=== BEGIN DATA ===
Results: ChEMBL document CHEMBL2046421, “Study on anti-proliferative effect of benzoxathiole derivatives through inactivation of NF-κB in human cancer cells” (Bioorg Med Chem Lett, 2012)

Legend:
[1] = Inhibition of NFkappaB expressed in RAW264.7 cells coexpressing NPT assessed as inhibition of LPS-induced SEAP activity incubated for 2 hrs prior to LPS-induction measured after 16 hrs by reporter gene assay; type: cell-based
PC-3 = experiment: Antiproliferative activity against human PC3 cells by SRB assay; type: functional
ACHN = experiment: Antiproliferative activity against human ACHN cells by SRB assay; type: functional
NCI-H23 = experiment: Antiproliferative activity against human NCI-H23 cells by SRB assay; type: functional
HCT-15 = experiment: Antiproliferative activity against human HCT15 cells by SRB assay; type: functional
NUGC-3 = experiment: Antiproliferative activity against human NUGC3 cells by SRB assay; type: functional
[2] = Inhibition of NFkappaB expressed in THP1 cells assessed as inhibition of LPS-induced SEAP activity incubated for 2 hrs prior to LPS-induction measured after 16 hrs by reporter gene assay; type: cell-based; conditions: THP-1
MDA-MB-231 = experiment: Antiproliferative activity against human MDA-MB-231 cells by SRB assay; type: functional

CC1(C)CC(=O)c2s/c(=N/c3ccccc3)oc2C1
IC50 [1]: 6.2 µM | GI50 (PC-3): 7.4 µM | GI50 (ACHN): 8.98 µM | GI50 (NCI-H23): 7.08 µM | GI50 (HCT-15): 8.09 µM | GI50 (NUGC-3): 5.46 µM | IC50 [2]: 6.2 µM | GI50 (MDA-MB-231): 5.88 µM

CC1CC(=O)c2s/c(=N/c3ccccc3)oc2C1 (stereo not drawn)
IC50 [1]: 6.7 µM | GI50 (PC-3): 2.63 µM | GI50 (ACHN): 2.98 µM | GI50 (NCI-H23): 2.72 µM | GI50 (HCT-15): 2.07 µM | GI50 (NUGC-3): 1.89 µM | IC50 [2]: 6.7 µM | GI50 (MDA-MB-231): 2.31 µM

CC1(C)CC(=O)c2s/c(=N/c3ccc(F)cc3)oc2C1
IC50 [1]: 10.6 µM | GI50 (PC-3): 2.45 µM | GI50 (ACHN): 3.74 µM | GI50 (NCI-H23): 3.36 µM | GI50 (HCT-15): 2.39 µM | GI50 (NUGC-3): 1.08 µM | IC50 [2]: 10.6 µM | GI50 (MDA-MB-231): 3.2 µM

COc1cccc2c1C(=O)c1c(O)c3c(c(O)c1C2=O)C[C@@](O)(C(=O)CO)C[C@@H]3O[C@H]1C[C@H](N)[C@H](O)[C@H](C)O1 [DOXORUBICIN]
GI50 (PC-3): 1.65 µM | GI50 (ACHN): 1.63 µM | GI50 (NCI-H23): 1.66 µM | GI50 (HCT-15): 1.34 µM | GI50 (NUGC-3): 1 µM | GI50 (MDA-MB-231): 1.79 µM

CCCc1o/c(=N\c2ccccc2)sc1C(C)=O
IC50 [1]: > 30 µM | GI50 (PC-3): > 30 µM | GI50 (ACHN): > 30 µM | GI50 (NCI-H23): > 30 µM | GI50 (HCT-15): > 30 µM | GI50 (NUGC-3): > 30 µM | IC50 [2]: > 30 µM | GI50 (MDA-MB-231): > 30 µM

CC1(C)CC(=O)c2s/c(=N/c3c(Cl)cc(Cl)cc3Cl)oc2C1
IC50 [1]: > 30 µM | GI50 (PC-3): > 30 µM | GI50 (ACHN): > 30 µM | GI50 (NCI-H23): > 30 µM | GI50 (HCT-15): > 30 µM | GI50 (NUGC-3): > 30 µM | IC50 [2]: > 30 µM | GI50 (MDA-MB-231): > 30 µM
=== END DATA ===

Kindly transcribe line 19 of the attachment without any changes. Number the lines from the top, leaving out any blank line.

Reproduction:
CCCc1o/c(=N\c2ccccc2)sc1C(C)=O